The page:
Due to Covid-19, we are all facing uncertainty and change in our personal and professional lives. It is more important than ever to stay in touch with people in your professional circle and get support from mentorship programmes. We recently spoke with Susan Durbin and Stella Warren who are founding members of the alta mentoring scheme, a bespoke industry-wide mentoring programme designed for women/by women, in the aviation and aerospace industry, and also Rosalind Azouzi who is a key member of the alta Steering Committee, also offering administrative support for alta, on behalf of the Society. They have answered our questions about the platform, the importance of having a mentor and their advice in these unprecedented times.
Susan Durbin is Professor of Employment Studies/Human Resource
Management, at Bristol Business School, UWE Bristol. She specialises in
researching women’s employment in male dominated areas. She has published her
work in a number of leading academic journals and is the author of, Women Who Succeed: strangers in Paradise?
(2015) published by Palgrave Macmillan. Susan works with organisations in the
public, private and not-for-profit sectors, to improve gender equality and
support for women. She is also an active member of the Bristol Women’s
Commission Women in Business Task Group, a Trustee with Fair Play South West,
the gender equality network, and a member of the Women in Aviation and
Aerospace Women’s Committee at the Royal Aeronautical Society. She is a
Chartered member of the Chartered Institute of Personnel and Development.
Stella Warren is a Research
Fellow in the Bristol Leadership and Change Centre with a background in applied
social research. She supports a wide range of research project teams within
Bristol Business School and also teaches research methods at both undergraduate
and postgraduate level. Her expertise includes social marketing and the
understanding of psychological pathways for behaviour change in health; gender
and inequality in organisations; the gender pay gap; and women working in
male-dominated industries. She is a member of the British and European
Sociological Association and on the board of the Research Network ‘Gender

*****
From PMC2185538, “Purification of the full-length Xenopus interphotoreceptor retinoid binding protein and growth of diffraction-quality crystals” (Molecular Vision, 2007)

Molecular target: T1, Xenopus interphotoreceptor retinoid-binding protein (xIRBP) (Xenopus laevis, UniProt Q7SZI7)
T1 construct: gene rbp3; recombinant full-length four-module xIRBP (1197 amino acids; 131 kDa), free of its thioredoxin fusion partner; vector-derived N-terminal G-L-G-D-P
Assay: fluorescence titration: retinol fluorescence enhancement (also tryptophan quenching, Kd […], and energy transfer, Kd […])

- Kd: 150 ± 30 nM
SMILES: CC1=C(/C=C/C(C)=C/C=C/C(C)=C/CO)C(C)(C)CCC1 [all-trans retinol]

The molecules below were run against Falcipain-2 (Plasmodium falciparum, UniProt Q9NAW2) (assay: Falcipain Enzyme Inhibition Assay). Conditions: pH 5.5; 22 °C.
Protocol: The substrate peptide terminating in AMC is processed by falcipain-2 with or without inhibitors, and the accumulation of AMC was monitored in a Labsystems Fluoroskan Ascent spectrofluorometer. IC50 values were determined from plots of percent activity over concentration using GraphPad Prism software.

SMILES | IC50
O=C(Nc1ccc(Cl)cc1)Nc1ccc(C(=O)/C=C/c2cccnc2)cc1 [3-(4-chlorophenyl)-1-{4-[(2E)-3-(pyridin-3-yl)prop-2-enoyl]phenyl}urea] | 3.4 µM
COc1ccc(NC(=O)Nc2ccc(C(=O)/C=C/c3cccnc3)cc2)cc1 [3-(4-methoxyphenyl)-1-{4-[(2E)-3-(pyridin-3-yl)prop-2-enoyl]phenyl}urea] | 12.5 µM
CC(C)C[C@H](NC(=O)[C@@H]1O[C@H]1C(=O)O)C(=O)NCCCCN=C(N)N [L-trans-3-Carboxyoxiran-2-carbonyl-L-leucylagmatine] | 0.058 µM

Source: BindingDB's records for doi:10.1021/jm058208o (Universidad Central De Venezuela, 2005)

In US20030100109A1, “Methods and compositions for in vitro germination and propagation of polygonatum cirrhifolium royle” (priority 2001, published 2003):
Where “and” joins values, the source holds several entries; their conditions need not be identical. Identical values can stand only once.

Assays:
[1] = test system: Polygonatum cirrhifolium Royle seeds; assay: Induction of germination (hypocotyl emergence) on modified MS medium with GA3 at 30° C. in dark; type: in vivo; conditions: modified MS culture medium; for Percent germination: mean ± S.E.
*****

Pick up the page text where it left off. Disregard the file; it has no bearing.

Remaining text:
Relations, Labour Markets and the Welfare State (RN14).
Rosalind Azouzi is Head of Skills and Careers at the
Royal Aeronautical Society. Rosalind supports the talent pipeline into the
industry, from outreach programs for school children, to careers advice and
support for early career professionals. Rosalind has a remit over the wider
skills agenda, with a focus on diversity and inclusion. She sits on a number of committees and groups,
including the Women in Aviation and Aerospace Committee, The Women in Aviation
and Aerospace Charter and the Aerospace Growth Partnership.
What is the alta mentoring scheme?
Launched on International Women’s Day (8th March) in 2019, the alta mentoring platform is the first scheme of its kind operating in the global aviation and aerospace industry. It is the result of a one year, ESRC-funded Knowledge Exchange project and the matched financial and in-kind contributions from the industry partners (The Royal Aeronautical Society, Airbus and the Royal Air Force). The year-long project involved research led by Professor Susan Durbin and Stella Warren (UWE Bristol) and Dr Ana Lopes (Newcastle University) to design and launch a mentoring scheme designed, ‘for women/by women’. The aim was to provide a mentoring scheme for professional women across the industry, based upon what women wanted from mentoring with an industry wide mentoring platform, to provide career and social support and build a community of women across the industry.
In practical terms, any professional women in the industry wishing to join alta, registers to join with the Royal Aeronautical Society and the request is moderated by RAeS staff. Once the applicant is accepted, they will receive an email and asked to sign in (creating a password) and complete a series of matching questions. The in-built algorithm sorts through the mentee’s answers to these questions and comes up with the top three mentor matches (mentors also complete the same set of matching questions). The mentee then decides which mentor to approach and makes a request through the system. Once the mentee and mentor are matched, they decide how and when to meet. Alta is a safe and secure environment, through which communications and meeting dates can be organised. There are supporting materials, such as an alta handbook, videos and mentor/mentee training.